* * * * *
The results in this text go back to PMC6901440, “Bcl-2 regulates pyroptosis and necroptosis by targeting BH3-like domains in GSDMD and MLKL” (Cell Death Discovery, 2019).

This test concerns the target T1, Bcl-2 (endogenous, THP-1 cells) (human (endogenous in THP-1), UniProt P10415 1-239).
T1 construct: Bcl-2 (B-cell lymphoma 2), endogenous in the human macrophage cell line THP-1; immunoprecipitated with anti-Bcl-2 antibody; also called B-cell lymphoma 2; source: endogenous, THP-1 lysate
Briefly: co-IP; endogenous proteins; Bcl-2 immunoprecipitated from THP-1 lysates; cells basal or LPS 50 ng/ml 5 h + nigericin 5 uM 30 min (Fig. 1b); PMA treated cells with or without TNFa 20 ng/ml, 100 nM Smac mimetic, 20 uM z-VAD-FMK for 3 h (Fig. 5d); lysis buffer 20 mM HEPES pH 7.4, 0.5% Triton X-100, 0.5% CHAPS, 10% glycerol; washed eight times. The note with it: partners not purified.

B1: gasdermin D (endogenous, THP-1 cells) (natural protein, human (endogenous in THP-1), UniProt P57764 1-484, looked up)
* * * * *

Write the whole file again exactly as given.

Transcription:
The results in this text go back to PMC6901440, “Bcl-2 regulates pyroptosis and necroptosis by targeting BH3-like domains in GSDMD and MLKL” (Cell Death Discovery, 2019).

This test concerns the target T1, Bcl-2 (endogenous, THP-1 cells) (human (endogenous in THP-1), UniProt P10415 1-239).
T1 construct: Bcl-2 (B-cell lymphoma 2), endogenous in the human macrophage cell line THP-1; immunoprecipitated with anti-Bcl-2 antibody; also called B-cell lymphoma 2; source: endogenous, THP-1 lysate
Briefly: co-IP; endogenous proteins; Bcl-2 immunoprecipitated from THP-1 lysates; cells basal or LPS 50 ng/ml 5 h + nigericin 5 uM 30 min (Fig. 1b); PMA treated cells with or without TNFa 20 ng/ml, 100 nM Smac mimetic, 20 uM z-VAD-FMK for 3 h (Fig. 5d); lysis buffer 20 mM HEPES pH 7.4, 0.5% Triton X-100, 0.5% CHAPS, 10% glycerol; washed eight times. The note with it: partners not purified.

B1: gasdermin D (endogenous, THP-1 cells) (natural protein, human (endogenous in THP-1), UniProt P57764 1-484, looked up)